Achilles Tendon Rupture
Achilles Tendon Rupture Facts
The Achilles tendon, or calcaneal tendon, is a large ropelike band of fibrous tissue in the back of the ankle that connects the powerful calf muscles to the heel bone (calcaneus). Sometimes called the heel cord, it is the largest tendon in the human body. When the calf muscles contract, the Achilles tendon is tightened, pulling the heel. This allows you to point your foot and stand on tiptoe. It is vital to such activities as walking, running, and jumping. A complete tear through the tendon, which usually occurs about 2 inches above the heel bone, is called an Achilles tendon rupture.
Picture of the metatarsal (foot) and calcaneus (heel) bones, the plantar fascia ligament, and the Achilles tendon of the lower leg and foot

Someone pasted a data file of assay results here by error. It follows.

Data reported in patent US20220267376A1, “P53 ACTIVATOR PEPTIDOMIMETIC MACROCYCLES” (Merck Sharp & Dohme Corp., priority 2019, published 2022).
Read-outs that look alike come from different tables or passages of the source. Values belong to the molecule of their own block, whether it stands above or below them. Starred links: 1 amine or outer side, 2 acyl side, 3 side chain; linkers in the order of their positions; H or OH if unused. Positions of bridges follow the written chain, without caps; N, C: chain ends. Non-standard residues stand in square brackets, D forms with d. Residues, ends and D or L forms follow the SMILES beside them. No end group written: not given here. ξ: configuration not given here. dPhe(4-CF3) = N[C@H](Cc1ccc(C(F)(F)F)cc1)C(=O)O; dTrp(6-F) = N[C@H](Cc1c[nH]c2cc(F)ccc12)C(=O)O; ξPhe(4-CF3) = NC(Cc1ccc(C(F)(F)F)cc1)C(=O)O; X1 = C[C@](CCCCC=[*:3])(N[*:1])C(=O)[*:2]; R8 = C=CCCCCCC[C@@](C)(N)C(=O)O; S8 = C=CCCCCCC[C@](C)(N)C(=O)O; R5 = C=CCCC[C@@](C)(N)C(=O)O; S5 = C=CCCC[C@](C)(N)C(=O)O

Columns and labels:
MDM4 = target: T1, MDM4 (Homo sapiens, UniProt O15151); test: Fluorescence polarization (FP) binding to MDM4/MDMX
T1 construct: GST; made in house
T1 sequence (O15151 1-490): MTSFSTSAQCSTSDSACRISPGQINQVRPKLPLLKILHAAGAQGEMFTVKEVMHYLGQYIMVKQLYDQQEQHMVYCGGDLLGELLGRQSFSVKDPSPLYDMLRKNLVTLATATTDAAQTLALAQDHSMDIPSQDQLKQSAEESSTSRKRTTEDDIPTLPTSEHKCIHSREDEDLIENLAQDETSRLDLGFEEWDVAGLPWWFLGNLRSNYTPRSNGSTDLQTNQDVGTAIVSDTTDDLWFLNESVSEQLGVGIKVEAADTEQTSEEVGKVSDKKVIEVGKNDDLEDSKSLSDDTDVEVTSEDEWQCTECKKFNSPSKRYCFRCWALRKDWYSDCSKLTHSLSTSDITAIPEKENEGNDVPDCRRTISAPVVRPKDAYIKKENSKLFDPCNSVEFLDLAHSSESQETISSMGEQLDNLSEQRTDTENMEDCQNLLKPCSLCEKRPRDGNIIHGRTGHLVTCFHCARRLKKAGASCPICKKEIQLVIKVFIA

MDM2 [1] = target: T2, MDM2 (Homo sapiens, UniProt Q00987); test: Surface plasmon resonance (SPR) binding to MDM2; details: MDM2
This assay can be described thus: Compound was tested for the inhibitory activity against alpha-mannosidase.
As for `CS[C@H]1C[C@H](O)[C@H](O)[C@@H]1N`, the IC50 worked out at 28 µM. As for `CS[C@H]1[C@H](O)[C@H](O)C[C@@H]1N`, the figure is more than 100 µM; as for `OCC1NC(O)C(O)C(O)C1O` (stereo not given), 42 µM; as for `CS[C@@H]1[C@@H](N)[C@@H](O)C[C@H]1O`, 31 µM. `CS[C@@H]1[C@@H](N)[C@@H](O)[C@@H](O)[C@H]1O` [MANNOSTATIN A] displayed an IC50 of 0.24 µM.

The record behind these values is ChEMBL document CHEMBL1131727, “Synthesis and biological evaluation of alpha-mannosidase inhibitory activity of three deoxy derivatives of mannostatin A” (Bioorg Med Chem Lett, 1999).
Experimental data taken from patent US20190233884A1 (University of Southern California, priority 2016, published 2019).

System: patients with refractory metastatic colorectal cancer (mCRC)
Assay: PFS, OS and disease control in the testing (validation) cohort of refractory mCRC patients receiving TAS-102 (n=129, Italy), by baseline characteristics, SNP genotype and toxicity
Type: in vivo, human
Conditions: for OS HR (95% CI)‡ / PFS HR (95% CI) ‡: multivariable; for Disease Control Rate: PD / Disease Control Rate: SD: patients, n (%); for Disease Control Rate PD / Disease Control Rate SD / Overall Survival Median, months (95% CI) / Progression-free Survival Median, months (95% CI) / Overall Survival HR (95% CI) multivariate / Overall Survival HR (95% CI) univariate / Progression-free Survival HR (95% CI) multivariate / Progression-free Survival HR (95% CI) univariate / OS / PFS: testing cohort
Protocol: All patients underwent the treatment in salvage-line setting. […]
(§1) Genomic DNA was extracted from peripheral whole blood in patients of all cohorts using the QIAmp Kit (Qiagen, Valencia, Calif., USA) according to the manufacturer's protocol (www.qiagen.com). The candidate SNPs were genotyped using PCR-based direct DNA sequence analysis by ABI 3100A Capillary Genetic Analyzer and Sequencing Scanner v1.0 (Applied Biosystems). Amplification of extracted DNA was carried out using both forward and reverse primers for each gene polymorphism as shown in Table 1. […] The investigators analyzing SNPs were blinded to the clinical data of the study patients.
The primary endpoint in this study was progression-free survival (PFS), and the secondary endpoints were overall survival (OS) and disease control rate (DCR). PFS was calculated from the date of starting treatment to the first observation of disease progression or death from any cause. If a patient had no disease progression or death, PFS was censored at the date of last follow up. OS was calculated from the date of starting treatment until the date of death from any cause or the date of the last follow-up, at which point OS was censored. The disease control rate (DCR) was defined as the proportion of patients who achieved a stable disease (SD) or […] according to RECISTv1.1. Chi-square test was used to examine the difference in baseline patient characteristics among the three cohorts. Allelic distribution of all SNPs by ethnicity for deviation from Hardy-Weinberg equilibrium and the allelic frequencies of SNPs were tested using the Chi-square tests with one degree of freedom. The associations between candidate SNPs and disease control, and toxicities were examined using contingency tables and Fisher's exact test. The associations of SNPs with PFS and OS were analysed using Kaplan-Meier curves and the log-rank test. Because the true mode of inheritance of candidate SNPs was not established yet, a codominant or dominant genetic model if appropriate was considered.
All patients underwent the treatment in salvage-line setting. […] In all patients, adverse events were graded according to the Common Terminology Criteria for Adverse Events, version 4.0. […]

Achilles Tendon Rupture Causes
The Achilles tendon can grow weak and thin with age and lack of use. Then it becomes prone to injury or rupture. Achilles tendon rupture is more common in those with preexisting tendinitis of the Achilles tendon. Certain illnesses (such as arthritis and diabetes) and medications (such as corticosteroids and some antibiotics, including quinolones such as levofloxacin [Levaquin] and ciprofloxacin [Cipro]) can also increase the risk of rupture.
Medically Reviewed by a Doctor on 3/25/2016
Christopher C Nannini, MD
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Achilles Tendon Rupture - Treatment
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